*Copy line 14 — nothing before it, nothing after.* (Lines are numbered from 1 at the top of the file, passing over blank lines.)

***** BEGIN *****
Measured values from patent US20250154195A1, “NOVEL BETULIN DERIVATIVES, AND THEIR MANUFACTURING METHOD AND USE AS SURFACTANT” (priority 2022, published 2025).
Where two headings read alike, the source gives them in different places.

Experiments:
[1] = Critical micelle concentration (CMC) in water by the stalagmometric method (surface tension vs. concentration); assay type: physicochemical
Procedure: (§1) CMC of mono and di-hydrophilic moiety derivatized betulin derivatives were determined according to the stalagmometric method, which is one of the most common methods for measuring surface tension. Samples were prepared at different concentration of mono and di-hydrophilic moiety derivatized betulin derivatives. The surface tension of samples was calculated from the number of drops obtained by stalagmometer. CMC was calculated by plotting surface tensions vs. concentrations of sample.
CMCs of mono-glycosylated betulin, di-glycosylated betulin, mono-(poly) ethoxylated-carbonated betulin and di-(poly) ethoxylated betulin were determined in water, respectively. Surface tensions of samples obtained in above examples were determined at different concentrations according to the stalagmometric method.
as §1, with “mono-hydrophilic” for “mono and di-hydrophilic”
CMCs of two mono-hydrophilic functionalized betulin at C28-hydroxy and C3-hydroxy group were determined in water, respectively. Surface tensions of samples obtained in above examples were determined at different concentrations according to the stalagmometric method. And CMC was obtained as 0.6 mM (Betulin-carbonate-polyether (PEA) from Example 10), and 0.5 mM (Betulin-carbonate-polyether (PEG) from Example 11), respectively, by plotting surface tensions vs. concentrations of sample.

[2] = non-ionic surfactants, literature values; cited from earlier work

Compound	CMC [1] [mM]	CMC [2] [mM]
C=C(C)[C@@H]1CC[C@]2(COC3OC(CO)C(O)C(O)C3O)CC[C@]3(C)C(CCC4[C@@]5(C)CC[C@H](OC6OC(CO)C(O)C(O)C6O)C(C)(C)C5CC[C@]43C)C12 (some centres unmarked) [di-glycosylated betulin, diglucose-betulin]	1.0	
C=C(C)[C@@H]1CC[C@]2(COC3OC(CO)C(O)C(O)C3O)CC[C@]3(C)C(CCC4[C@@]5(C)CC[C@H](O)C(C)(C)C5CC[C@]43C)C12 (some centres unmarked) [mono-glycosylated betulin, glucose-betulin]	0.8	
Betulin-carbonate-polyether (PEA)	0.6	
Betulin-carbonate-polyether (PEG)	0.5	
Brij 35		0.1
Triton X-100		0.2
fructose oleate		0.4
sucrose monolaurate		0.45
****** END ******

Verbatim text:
Betulin-carbonate-polyether (PEG)	0.5	